Safety and Labs: Unsafe behavior in Lab will not be tolerated. Repeated unsafe behavior will result in a zero for that lab. In lab: 1) Goggles must be worn at all times; 2) No eating, drinking, or smoking; 3) No horseplay; 4) No unauthorized, "independent" experiments; 5) No sandals (enclosed shoes only); 6) No shorts (long pants only); 7) Additional safety rules are in the Lab Folder, which you are expected to read. Come to lab each week well prepared. Report all accidents and injuries immediately. Know the location of all exits and emergency equipment (fire extinguishers and blankets, eye wash, showers, etc.) When in doubt, ask.

Wearing contact lenses in lab is highly discouraged. If you do wear them in lab, please let the lab instructor and the lab assistant know (you will not be penalized - it is good to know in case of an accident). Wear older clothes - they could be stained or ruined. Above all, use common sense and your chemical intuition - THINK. As a student chemist, you will be working in many situations which demand your utmost care and attention to protect the safety and health of yourself, your fellow students, and the environment. Preparation and careful, patient work are needed to obtain the results required in each experiment.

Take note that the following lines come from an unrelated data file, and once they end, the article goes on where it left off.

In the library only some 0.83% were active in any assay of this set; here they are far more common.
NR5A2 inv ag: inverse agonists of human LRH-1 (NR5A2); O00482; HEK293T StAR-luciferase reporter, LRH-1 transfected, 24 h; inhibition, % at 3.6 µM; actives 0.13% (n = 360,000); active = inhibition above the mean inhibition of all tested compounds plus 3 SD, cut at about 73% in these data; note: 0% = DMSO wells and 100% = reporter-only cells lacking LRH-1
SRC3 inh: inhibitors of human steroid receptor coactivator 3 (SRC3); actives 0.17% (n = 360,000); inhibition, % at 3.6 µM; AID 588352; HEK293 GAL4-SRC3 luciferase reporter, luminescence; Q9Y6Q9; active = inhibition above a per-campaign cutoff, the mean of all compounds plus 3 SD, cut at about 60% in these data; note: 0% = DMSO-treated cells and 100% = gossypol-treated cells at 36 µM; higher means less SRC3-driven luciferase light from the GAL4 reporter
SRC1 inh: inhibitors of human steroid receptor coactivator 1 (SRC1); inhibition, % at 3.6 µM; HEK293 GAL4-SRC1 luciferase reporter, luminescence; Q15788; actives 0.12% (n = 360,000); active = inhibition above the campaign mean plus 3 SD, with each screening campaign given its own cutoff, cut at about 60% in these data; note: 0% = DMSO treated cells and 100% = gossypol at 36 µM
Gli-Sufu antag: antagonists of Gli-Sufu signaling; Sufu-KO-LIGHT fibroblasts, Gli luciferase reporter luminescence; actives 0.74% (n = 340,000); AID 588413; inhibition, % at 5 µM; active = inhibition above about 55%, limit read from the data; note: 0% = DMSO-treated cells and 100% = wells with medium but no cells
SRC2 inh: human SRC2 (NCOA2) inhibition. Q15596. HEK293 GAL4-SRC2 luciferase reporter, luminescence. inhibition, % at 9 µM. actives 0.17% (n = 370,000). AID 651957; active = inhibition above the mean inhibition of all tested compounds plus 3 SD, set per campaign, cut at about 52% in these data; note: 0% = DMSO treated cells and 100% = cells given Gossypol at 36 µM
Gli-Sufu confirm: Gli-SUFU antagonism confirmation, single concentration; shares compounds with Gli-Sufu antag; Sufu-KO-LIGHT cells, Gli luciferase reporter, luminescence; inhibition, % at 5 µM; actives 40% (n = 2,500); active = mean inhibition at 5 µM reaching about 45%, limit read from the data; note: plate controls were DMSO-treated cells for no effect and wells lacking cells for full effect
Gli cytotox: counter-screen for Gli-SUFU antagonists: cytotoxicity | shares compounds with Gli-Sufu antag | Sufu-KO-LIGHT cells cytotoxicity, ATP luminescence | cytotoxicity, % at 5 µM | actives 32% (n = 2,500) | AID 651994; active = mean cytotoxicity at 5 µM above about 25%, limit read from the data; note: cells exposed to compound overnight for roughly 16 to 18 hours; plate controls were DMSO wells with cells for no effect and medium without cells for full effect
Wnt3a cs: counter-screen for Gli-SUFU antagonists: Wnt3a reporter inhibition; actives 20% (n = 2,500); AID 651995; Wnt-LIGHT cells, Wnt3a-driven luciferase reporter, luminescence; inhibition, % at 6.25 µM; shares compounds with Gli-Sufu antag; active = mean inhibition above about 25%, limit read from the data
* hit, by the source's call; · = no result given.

Notebook and Lab Reports: Your Lab Notebook should be neat, well organized, up-to-date and complete, with a Table of Contents. Leave room to record your data, the uncertainties in measurements, and any observations about the experiment. Make a copy of each notebook page with carbon paper. Lab reports consist of the report form, sample calculations, and any graphs or other material needed. Graphs should be on proper paper, fill the page, show data points in ink, have linear (or proper) scales with units and labels on the axes. Data from unknowns and values determined from the graph should be clearly marked. Additional instructions will be given in the prelab lectures.